Such movements may be the cause of hemorrhage in some tumors.[4],[6] Spinal tumor movement and impaction in the spinal canal and neurological worsening following a lateral ventricular shunt surgery has been recorded.[7] Posterior fossa, suprasellar and thalamic tumor patients have been recorded to worsen neurologically following a shunt operation.[3],[8] Tumor movement and alteration of the delicately balanced intracranial pressure have been implicated as the cause of the clinical worsening.[8],[9]
Our patient had a large tumor mass. The intraventricular pressure was high as was observed during the ventricular tapping whilst performing the shunt surgery. Both these factors contributed to a significantly high intracranial pressure. The neurological worsening following the ventricular tapping in our case suggests that the rise in the intraventricular pressure was in some manner maintaining or balancing the intracranial dynamics. Following the ventricular cannulation and rapid drainage of the cerebrospinal fluid, there could have been movements within the tumor or of the tumor as a whole. The large tumor could have probably impacted on to the hypothalamus or the internal capsule, or could have resulted in a subtle but definitive midline shift that initiated a chain of events that resulted in increased cerebral edema and later transtentorial herniation. There was no obvious hypoxic event during the induction of the anesthesia. Despite the fact that the cause of worsening in our case could not be actually confirmed, it appears that any form of ventricular drainage prior to surgery on large cerebral tumors associated with hydrocephalus is detrimental and should be avoided. The role of ventricular dilatation and the impact of a rise in the intraventricular cerebrospinal fluid pressure in the presence of a large intracranial tumor need to be evaluated further. 

  References Top

1.Thapar K, Rutka J, Laws ER. Brain oedema increased intracranial pressure, vascular effects and other epiphenomenon of human brain tumour In: Kaye NH, Laws ER, (Ed). Brain Tumours. Edinburgh: Churchill Livingstone 1995:163-90.  Back to cited text no. 1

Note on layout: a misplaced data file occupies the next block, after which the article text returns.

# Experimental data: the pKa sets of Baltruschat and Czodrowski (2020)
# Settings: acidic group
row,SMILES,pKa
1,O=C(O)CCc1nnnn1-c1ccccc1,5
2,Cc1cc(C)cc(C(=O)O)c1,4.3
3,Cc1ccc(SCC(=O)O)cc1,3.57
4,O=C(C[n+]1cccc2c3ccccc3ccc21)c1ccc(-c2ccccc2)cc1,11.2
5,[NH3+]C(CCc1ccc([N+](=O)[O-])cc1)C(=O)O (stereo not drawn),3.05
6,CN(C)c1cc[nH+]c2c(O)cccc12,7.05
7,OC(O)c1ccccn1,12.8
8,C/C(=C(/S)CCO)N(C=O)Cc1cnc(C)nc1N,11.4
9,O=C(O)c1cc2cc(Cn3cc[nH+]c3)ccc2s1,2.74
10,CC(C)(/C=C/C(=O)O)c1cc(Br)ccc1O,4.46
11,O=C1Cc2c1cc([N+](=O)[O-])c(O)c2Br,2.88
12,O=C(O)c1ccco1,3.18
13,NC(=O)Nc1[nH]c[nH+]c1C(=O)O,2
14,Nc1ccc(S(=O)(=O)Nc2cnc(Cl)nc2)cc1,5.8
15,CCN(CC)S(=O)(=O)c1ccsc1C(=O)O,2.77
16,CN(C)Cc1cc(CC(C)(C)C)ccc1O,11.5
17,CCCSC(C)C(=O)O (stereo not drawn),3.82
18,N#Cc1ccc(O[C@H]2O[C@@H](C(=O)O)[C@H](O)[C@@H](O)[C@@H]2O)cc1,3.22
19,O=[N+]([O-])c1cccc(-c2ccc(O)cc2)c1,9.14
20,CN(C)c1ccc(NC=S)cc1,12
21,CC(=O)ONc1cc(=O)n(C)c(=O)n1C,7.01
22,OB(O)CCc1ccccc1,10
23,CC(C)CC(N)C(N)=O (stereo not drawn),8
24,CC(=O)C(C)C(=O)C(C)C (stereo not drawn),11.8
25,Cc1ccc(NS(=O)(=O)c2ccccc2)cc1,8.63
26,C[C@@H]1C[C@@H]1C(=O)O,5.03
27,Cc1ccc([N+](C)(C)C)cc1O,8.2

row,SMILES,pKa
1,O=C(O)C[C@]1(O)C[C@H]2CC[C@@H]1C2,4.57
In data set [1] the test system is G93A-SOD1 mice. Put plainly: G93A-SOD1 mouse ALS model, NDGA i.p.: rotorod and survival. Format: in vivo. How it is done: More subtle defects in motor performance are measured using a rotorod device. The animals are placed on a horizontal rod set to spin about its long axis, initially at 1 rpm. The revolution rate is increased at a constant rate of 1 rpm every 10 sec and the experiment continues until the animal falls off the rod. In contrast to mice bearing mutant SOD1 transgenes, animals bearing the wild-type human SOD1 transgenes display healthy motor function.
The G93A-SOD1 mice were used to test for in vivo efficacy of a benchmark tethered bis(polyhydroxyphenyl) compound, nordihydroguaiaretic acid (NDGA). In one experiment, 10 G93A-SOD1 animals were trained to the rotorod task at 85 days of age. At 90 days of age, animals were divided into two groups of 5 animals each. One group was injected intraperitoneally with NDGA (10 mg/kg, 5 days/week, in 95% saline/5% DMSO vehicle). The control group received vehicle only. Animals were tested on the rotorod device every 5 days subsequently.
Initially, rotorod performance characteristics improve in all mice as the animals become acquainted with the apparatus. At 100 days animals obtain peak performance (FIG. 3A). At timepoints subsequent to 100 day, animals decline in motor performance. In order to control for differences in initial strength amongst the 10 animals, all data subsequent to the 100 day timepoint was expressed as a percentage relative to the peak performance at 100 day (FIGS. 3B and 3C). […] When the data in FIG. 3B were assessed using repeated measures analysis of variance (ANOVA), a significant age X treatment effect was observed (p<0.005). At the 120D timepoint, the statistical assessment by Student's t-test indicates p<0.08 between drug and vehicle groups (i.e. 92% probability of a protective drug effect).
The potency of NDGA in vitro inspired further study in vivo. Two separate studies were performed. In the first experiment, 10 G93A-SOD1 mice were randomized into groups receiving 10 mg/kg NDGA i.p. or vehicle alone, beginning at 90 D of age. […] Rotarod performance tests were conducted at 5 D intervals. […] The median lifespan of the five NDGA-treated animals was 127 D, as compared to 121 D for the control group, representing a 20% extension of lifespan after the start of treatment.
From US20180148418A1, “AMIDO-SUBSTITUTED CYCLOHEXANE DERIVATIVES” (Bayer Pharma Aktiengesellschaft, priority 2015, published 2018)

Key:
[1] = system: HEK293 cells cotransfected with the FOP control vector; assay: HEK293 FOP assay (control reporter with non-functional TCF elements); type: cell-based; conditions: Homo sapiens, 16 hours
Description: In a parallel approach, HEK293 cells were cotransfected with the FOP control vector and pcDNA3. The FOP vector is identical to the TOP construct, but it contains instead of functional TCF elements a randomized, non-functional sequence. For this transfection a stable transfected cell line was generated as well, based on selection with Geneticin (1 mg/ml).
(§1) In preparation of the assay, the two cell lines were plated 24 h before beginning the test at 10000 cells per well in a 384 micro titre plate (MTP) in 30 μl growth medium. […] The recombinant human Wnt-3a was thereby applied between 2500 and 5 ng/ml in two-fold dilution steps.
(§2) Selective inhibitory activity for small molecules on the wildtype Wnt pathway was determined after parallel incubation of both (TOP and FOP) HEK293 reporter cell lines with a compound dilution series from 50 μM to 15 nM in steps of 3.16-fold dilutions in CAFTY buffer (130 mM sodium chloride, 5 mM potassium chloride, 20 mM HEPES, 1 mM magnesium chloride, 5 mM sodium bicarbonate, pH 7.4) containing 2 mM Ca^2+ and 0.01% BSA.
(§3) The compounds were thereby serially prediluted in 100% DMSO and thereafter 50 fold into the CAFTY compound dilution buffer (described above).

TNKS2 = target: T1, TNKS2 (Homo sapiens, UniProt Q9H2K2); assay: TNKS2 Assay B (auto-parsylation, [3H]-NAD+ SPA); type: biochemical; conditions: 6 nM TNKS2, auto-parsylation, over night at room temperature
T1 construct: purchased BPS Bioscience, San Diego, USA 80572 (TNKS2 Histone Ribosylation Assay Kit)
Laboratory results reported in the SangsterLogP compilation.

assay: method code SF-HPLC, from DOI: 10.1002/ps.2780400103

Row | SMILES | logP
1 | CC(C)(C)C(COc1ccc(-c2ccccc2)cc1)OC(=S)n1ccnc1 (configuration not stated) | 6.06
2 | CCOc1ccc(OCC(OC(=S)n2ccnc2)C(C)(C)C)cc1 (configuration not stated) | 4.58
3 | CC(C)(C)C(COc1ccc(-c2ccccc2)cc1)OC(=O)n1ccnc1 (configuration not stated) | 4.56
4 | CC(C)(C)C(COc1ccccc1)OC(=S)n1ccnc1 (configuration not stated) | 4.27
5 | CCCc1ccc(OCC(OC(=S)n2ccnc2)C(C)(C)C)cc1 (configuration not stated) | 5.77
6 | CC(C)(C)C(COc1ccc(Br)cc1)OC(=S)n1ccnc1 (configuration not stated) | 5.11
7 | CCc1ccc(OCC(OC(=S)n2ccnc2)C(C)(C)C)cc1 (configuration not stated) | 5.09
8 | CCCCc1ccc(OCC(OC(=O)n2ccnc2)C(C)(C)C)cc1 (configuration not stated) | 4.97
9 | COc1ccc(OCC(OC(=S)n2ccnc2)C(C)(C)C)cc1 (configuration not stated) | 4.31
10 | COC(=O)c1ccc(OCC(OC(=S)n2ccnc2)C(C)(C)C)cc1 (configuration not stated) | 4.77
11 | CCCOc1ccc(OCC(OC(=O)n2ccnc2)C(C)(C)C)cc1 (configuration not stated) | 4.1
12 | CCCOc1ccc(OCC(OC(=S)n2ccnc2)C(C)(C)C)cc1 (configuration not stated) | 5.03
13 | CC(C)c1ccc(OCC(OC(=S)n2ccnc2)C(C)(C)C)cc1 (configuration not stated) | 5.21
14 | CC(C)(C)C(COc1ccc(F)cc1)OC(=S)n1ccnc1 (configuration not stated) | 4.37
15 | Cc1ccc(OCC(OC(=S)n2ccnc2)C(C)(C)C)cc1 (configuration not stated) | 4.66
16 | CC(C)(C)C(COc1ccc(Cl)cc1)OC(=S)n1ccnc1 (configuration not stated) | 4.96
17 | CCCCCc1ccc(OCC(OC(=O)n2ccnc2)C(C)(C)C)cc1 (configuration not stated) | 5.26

2.Ammirati M, Sami M, Sephernia A. Surgery of large retrochiasmatic craniopharyngiomas in childhood. Childs Nerv Syst 1990;6:13-7.  Back to cited text no. 2    
3.Goel A. Whither preoperative shunts for posterior fossa tumours? Br J Neurosurg 1993;7:395-9.  Back to cited text no. 3  [PUBMED]  
4.Epstein F, Rajgopalan M. Paediatric posterior fossa tumours: Hazards of `preoperative' shunt. Neurosurgery 1978;3:348-50.  Back to cited text no. 4    
5.Raimomdi AJ, Tomita T. Hydrocephalus and infratentorial tumours-incidence, clinical picture and treatment. J Neurosurg 1981;55:174-82.  Back to cited text no. 5    
6.Vaquero J, Cabezudo JM, DeSola RG, Nombela L. Intratumoural haemorrhage in posterior fossa tumour after ventricular drainage. Report of two cases. J Neurosurg 1981;54:406-8.  Back to cited text no. 6    
7.Koshu K, Tominaga T, Fujii Y, Yoshimoto T. Quadriparesis after a shunting procedure in a case of cervical neurinoma associated with hydrocephalus: Case report. Neurosurgery 1993;32:669-70.  Back to cited text no. 7  [PUBMED]  [FULLTEXT]
8.Goel A. Preoperative shunts in suprasellar tumours. Br J Neurosurg 1995;9:189-93.  Back to cited text no. 8  [PUBMED]  
9.Goel A, Nitta J, Kobayashi S. Tumour-obstructive hydrocephalus: A natural defense mechanism In: Neurosurgery of Complex Tumours and Vascular Lesions, Kobayashi S, Goel A, Hongo K, (Ed). New York: Churchill Livingstone 1997:373-91.  Back to cited text no. 9